- there's just a touch of barrel distortion, though you can't really tell in these shots, even though the carpet-wall line is close to the edge of the frame
- vignetting is heavy at f/4, but not too bad at higher apertures. This is so easy to fix in post that it doesn't bother me much
- there's a little field curvature evident at f/4 (i.e. the corners are sharper in the image focused in the corner than the one focused in the center), but I don't really notice it at f/5.6 and above. Plus, I don't photograph something as flat as a wall very often.
- sharpness is always in the eye of the beholder, but was better than I expected based on some of the more pessimistic online reviews.
- in the center, the SLR magic is sharper at f/4 than the P25 is at f/1.7 and comparable to the P25 at f/5.6. Viewing at 200%, it sharpens up a bit going from f/4 to f/5.6 and from f/5.6 to f/8, but the difference is very modest. f/8 and f/11 are identical to my eye.
- in the corner, f/4 is hazy, not as good as the P25 at f/1.7. At f/5.6 things sharpen up significantly, better than the P25 at f/1.7 but not as good as the P25 at f/5.6. f/8 and f/11 are again similar to each other, and similar to but slightly worse than the P25 at f/5.6.

- in short, my assessment is that f/4 is not sharp in the corners, but it's usable. Once you get to f/5.6-11, the lens actually performs quite well.

I also took some test shots for CA. I'm colorblind, so I'm really bad at analyzing this, but here they are if you care to look.
f/4
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f/5.6
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f/8
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f/11
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Overall, I think the lens yields great images, even if the most extreme pixel peepers should probably look elsewhere (or at least avoid f/4!). I'm excited to get out, shoot, and learn with this lens.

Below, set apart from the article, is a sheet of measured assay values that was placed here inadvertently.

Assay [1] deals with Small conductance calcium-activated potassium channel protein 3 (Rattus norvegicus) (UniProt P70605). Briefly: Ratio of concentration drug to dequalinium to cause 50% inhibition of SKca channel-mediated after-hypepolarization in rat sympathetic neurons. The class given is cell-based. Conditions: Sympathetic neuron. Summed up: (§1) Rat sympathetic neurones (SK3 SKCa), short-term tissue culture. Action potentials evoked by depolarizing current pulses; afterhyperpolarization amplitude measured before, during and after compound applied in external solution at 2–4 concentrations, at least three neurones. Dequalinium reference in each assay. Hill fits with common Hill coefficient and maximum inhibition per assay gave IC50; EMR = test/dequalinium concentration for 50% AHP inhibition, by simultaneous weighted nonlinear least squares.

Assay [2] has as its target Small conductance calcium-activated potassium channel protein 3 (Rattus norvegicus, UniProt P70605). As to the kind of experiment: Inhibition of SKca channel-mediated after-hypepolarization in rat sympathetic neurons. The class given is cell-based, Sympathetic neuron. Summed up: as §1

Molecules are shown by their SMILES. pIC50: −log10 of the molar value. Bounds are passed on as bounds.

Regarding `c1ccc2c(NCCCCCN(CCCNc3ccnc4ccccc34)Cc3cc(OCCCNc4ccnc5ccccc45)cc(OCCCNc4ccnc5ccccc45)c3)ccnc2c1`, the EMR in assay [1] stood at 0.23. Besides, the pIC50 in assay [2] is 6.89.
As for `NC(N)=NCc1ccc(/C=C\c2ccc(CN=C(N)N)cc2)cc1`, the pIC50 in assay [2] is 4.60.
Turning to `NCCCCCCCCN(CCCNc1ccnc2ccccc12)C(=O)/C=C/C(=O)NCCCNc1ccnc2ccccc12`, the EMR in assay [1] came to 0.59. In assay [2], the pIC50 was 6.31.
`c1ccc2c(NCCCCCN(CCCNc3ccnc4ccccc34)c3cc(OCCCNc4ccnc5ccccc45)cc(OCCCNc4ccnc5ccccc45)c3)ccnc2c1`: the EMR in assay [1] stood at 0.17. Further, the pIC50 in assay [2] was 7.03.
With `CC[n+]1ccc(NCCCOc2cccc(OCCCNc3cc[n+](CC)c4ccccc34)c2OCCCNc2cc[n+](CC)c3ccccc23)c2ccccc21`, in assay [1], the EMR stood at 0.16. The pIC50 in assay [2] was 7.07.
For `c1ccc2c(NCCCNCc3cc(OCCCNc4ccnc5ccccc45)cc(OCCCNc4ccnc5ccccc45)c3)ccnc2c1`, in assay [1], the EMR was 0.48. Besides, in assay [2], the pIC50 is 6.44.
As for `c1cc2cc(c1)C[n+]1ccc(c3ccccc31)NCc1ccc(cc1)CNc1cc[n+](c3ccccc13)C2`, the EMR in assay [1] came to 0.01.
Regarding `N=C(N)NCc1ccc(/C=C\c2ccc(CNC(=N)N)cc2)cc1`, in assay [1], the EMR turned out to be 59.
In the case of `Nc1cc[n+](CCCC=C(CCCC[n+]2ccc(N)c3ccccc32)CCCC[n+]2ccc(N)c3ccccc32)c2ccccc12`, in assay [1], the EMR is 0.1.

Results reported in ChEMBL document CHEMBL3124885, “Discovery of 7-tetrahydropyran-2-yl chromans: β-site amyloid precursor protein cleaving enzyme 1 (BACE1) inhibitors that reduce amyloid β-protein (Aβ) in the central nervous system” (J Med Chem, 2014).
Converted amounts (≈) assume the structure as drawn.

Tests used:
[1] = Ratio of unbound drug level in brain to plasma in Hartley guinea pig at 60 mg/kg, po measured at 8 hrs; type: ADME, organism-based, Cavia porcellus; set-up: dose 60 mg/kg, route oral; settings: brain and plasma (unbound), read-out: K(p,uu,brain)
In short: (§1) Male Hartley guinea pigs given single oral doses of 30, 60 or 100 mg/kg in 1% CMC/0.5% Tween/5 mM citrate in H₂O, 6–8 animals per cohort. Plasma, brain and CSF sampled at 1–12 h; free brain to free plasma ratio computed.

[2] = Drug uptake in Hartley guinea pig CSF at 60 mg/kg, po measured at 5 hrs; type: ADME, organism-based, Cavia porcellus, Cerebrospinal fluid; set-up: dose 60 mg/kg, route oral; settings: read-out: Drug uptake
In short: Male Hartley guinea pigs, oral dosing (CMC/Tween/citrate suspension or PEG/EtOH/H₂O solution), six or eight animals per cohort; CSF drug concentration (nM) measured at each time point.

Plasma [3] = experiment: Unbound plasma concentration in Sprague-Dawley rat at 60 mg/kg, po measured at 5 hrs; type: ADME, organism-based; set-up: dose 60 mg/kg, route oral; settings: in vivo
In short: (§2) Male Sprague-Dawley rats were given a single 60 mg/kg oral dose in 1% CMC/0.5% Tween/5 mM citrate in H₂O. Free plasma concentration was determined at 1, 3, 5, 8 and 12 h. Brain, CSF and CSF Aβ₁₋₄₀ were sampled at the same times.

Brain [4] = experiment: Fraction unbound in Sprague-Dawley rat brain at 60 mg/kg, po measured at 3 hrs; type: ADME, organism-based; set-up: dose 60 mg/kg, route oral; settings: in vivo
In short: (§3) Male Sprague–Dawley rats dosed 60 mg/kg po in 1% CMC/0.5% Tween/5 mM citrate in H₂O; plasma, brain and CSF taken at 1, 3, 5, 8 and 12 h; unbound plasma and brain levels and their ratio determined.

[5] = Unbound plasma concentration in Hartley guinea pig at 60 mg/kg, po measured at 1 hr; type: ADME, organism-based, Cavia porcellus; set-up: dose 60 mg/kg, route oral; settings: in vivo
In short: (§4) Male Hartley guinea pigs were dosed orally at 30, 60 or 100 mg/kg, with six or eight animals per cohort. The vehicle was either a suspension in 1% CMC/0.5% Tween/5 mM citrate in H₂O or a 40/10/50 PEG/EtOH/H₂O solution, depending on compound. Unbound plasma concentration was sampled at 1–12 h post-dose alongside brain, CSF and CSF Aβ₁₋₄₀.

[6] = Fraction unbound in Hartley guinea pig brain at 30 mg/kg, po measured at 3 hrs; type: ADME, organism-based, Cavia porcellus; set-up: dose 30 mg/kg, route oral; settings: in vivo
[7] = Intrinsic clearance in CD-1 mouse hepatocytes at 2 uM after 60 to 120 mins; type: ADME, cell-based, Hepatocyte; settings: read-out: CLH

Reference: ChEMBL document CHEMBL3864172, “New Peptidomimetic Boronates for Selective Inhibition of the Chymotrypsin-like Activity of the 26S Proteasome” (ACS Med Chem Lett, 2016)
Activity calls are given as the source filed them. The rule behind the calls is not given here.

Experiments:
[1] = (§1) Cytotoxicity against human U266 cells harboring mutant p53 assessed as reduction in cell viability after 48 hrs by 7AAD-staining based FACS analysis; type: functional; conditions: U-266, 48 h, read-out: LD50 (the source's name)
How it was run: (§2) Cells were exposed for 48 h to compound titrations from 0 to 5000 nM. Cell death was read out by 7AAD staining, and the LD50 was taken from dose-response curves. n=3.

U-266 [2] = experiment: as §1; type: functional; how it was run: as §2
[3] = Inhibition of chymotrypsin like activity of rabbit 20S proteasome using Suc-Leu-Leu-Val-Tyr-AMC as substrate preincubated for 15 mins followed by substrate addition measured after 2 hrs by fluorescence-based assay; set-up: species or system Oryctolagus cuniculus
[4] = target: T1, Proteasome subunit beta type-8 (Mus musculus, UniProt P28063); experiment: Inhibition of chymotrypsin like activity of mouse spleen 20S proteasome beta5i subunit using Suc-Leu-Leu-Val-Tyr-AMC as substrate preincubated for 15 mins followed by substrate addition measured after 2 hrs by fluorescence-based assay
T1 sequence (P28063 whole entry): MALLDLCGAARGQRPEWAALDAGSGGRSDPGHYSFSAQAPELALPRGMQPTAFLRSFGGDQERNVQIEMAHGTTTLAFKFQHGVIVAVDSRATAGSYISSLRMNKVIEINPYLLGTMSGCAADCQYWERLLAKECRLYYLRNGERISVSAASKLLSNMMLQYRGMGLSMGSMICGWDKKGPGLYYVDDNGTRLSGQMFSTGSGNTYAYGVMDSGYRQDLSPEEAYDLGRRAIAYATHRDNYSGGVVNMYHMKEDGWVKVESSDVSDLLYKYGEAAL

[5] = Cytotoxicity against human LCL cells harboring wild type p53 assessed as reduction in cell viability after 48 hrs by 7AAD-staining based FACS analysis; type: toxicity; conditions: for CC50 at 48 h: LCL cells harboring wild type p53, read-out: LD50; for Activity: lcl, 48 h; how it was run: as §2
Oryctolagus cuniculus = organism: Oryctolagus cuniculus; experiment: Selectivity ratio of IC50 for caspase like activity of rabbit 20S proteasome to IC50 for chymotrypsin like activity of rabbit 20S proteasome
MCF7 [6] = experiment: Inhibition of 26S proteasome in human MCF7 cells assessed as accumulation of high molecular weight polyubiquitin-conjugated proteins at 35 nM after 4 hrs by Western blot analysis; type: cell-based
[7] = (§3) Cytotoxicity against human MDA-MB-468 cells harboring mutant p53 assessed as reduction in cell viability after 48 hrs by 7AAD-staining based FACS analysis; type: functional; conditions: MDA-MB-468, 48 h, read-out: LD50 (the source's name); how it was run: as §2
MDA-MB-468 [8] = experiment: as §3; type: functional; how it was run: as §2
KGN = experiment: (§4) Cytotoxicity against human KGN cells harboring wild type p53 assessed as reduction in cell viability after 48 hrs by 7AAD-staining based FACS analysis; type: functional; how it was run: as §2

To wrap things up, here's a few real-world-use shots. I'm just learning to use this type of lens; constructive criticism always appreciated.

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BleedingGumsMurphy

Mu-43 Veteran
Joined
Mar 19, 2017
Messages
246
Location
Thailand
- in the center, the SLR magic is sharper at f/4 than the P25 is at f/1.7 and comparable to the P25 at f/5.6. Viewing at 200%, it sharpens up a bit going from f/4 to f/5.6 and from f/5.6 to f/8, but the difference is very modest. f/8 and f/11 are identical to my eye.
Thanks for your very helpful review. This is the most important part for me, the corners look good enough at f8, maybe the sweet spot will be f7 or something for maximum center and corner sharpness, with less diffaction. I just wish they sold it in Thailand and at the current price. From the B&H reviews it sounds like some people need to send it back for a better copy, so I wont risk an international purchase.

There are so many threads on various groups and forums about UWA that I think most M43 users in the USA, who have access to this deal, should have this lens.
 
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zzffnn

Mu-43 Veteran
Joined
Nov 19, 2017
Messages
289
Location
Texas
Thank you for the very informative review!

I also found my copy of this lens to be visibly sharper at F/5.6 and above, than F/4.0. F/8.0 sounds about optimal, for point and shoot.

I set my focus point at exactly "1m", for subjects at 1.7 meters away to infinity, when F/5.6-8.0 is used (I photographed many different subjects, used magnified focus preview, pixel peeped and decided that my copy's " 1m" works best).